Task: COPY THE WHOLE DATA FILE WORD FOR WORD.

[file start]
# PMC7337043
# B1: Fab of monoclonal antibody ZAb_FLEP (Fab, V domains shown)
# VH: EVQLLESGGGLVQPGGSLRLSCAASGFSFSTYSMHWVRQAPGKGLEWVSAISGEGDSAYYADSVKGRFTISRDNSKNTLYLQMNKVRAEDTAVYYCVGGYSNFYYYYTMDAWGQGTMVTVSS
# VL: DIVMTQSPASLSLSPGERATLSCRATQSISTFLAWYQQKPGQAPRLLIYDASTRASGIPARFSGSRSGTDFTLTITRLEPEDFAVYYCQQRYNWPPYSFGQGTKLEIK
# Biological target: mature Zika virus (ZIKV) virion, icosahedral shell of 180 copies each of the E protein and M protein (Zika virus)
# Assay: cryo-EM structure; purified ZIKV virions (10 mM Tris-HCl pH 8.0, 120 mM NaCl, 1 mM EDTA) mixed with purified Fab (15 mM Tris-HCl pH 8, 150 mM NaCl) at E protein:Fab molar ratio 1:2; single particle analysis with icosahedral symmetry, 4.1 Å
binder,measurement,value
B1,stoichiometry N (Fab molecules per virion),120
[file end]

# PMC7337043
# B1: Fab of monoclonal antibody ZAb_FLEP (Fab, V domains shown)
# VH: EVQLLESGGGLVQPGGSLRLSCAASGFSFSTYSMHWVRQAPGKGLEWVSAISGEGDSAYYADSVKGRFTISRDNSKNTLYLQMNKVRAEDTAVYYCVGGYSNFYYYYTMDAWGQGTMVTVSS
# VL: DIVMTQSPASLSLSPGERATLSCRATQSISTFLAWYQQKPGQAPRLLIYDASTRASGIPARFSGSRSGTDFTLTITRLEPEDFAVYYCQQRYNWPPYSFGQGTKLEIK
# Biological target: mature Zika virus (ZIKV) virion, icosahedral shell of 180 copies each of the E protein and M protein (Zika virus)
# Assay: cryo-EM structure; purified ZIKV virions (10 mM Tris-HCl pH 8.0, 120 mM NaCl, 1 mM EDTA) mixed with purified Fab (15 mM Tris-HCl pH 8, 150 mM NaCl) at E protein:Fab molar ratio 1:2; single particle analysis with icosahedral symmetry, 4.1 Å
binder,measurement,value
B1,stoichiometry N (Fab molecules per virion),120